Rainwater harvesting for DEFRA

Lion House is an ultra low-emissions office building, designed and built for the Department of Environment, Food and Rural Affairs (Defra), in Alnwick, Northumberland.

From the outset, the aim was to construct a building with the highest possible BREEAM rating.  That included incorporating low energy technologies, responsibly sourced materials and reduced carbon emissions.

There was also the aim of minimising mains water consumption through low-water use fittings and rainwater harvesting systems and the project’s M&E contractors Haden Young approached Kingspan Water, to design a suitable solution for the building.

The agreed system comprises of a pre-tank filtration system, a 12,000 litre underground storage tank, an electronic control system and pump.   The pump in the main holding tank delivers the water to a high level header tank in the building from where the water will gravity-flow to the serviced appliances.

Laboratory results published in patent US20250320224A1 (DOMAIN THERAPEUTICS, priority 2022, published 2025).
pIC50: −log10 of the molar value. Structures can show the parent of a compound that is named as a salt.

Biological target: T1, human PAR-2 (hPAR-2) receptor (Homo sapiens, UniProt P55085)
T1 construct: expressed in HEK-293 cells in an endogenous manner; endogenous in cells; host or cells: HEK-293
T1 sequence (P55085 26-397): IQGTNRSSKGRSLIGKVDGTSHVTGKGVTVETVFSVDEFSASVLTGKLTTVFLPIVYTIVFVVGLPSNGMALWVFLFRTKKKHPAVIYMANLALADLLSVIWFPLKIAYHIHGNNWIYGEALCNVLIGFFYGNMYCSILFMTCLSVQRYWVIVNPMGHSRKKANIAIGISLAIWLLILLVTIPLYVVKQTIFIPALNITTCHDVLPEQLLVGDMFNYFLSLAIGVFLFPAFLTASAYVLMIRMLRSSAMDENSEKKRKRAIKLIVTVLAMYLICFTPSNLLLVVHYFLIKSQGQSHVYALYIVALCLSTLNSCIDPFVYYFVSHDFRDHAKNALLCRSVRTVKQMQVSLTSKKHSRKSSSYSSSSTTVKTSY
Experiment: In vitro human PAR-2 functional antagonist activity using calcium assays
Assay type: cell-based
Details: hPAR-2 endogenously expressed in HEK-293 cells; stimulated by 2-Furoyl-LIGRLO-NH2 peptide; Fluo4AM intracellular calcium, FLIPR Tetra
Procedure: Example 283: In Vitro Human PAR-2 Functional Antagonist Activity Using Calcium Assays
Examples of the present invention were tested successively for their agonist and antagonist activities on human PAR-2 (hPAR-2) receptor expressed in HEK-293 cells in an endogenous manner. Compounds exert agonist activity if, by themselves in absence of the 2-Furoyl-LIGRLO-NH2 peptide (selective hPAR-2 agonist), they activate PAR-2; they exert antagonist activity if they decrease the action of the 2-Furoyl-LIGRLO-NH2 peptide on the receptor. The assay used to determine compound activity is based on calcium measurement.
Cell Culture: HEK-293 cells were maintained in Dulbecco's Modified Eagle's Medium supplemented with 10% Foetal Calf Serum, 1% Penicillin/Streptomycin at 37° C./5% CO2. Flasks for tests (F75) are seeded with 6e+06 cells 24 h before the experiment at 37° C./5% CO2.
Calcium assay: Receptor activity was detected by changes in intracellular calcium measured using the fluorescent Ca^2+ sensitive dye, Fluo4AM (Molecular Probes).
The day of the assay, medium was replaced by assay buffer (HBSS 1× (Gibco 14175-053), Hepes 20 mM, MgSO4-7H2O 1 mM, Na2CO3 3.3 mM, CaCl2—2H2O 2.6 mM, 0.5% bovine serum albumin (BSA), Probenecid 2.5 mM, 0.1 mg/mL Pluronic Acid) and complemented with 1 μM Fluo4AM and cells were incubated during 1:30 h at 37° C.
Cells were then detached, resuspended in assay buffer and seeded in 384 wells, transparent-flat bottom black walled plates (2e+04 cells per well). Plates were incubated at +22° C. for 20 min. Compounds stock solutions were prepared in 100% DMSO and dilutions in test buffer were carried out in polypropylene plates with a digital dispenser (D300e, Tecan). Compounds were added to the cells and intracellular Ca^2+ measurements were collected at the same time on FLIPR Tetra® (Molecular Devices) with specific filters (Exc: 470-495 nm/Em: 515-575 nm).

The team calculated that the annual water consumption at Lion House will be around 469m³.  Given the roof area of the new building, and the annual rainfall statistics for the region, it is estimated that the annual water harvest will be around 563m³.

In theory, therefore, all of the annual toilet flushing water is expected to come from the rainwater harvesting system.

Gerry Quinn, product manager for Kingspan Water says:  “Reusing rainwater presents savings not just for the environment, but also in terms of reduced water rates.   At todays water cost, we expect to see Lion House saving in the region of £800 per annum, so we would anticipate payback on capital investment in around four to five years.”

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